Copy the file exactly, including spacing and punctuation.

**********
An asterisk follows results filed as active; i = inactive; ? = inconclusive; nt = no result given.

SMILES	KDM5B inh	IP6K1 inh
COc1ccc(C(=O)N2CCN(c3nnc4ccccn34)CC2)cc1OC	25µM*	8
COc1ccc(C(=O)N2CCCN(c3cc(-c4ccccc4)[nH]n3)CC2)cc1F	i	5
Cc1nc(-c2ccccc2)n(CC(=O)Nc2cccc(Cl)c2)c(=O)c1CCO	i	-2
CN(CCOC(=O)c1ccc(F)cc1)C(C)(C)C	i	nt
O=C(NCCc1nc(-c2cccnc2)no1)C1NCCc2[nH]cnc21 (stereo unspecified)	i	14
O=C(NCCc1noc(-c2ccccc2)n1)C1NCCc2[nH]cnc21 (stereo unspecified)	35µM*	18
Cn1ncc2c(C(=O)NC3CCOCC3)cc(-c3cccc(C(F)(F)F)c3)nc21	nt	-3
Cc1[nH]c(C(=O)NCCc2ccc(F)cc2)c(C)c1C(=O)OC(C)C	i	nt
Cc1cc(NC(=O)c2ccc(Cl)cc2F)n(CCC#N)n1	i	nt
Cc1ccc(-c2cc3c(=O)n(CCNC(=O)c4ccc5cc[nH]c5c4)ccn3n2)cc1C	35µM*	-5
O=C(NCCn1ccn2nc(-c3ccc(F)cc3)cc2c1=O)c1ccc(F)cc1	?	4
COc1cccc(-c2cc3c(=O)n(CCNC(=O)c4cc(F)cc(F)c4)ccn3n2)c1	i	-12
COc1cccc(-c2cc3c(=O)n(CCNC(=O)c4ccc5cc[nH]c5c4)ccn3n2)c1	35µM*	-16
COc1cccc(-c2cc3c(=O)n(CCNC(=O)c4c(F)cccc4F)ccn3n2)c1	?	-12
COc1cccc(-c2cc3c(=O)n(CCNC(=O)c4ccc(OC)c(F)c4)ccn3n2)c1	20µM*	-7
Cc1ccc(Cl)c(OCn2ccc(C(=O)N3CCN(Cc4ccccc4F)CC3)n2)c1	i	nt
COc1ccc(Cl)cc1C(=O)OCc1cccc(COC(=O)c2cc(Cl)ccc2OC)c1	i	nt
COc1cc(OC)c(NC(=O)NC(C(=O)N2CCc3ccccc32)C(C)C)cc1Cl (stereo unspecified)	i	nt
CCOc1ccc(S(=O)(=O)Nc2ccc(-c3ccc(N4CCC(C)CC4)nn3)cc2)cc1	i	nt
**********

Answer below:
An asterisk follows results filed as active; i = inactive; ? = inconclusive; nt = no result given.

SMILES	KDM5B inh	IP6K1 inh
COc1ccc(C(=O)N2CCN(c3nnc4ccccn34)CC2)cc1OC	25µM*	8
COc1ccc(C(=O)N2CCCN(c3cc(-c4ccccc4)[nH]n3)CC2)cc1F	i	5
Cc1nc(-c2ccccc2)n(CC(=O)Nc2cccc(Cl)c2)c(=O)c1CCO	i	-2
CN(CCOC(=O)c1ccc(F)cc1)C(C)(C)C	i	nt
O=C(NCCc1nc(-c2cccnc2)no1)C1NCCc2[nH]cnc21 (stereo unspecified)	i	14
O=C(NCCc1noc(-c2ccccc2)n1)C1NCCc2[nH]cnc21 (stereo unspecified)	35µM*	18
Cn1ncc2c(C(=O)NC3CCOCC3)cc(-c3cccc(C(F)(F)F)c3)nc21	nt	-3
Cc1[nH]c(C(=O)NCCc2ccc(F)cc2)c(C)c1C(=O)OC(C)C	i	nt
Cc1cc(NC(=O)c2ccc(Cl)cc2F)n(CCC#N)n1	i	nt
Cc1ccc(-c2cc3c(=O)n(CCNC(=O)c4ccc5cc[nH]c5c4)ccn3n2)cc1C	35µM*	-5
O=C(NCCn1ccn2nc(-c3ccc(F)cc3)cc2c1=O)c1ccc(F)cc1	?	4
COc1cccc(-c2cc3c(=O)n(CCNC(=O)c4cc(F)cc(F)c4)ccn3n2)c1	i	-12
COc1cccc(-c2cc3c(=O)n(CCNC(=O)c4ccc5cc[nH]c5c4)ccn3n2)c1	35µM*	-16
COc1cccc(-c2cc3c(=O)n(CCNC(=O)c4c(F)cccc4F)ccn3n2)c1	?	-12
COc1cccc(-c2cc3c(=O)n(CCNC(=O)c4ccc(OC)c(F)c4)ccn3n2)c1	20µM*	-7
Cc1ccc(Cl)c(OCn2ccc(C(=O)N3CCN(Cc4ccccc4F)CC3)n2)c1	i	nt
COc1ccc(Cl)cc1C(=O)OCc1cccc(COC(=O)c2cc(Cl)ccc2OC)c1	i	nt
COc1cc(OC)c(NC(=O)NC(C(=O)N2CCc3ccccc32)C(C)C)cc1Cl (stereo unspecified)	i	nt
CCOc1ccc(S(=O)(=O)Nc2ccc(-c3ccc(N4CCC(C)CC4)nn3)cc2)cc1	i	nt